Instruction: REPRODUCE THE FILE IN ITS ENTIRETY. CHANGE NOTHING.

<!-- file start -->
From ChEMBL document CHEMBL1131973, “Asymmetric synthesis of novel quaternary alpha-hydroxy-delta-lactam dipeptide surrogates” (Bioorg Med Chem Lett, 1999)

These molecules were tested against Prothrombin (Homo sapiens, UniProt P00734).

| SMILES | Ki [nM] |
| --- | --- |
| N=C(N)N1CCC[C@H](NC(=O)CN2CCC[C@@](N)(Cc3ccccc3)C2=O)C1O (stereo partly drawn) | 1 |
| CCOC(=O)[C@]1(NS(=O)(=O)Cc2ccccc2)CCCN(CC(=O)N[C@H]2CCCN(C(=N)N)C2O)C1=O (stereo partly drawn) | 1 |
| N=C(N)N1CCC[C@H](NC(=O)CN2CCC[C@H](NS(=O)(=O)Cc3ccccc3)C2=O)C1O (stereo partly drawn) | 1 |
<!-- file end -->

From ChEMBL document CHEMBL1131973, “Asymmetric synthesis of novel quaternary alpha-hydroxy-delta-lactam dipeptide surrogates” (Bioorg Med Chem Lett, 1999)

These molecules were tested against Prothrombin (Homo sapiens, UniProt P00734).

| SMILES | Ki [nM] |
| --- | --- |
| N=C(N)N1CCC[C@H](NC(=O)CN2CCC[C@@](N)(Cc3ccccc3)C2=O)C1O (stereo partly drawn) | 1 |
| CCOC(=O)[C@]1(NS(=O)(=O)Cc2ccccc2)CCCN(CC(=O)N[C@H]2CCCN(C(=N)N)C2O)C1=O (stereo partly drawn) | 1 |
| N=C(N)N1CCC[C@H](NC(=O)CN2CCC[C@H](NS(=O)(=O)Cc3ccccc3)C2=O)C1O (stereo partly drawn) | 1 |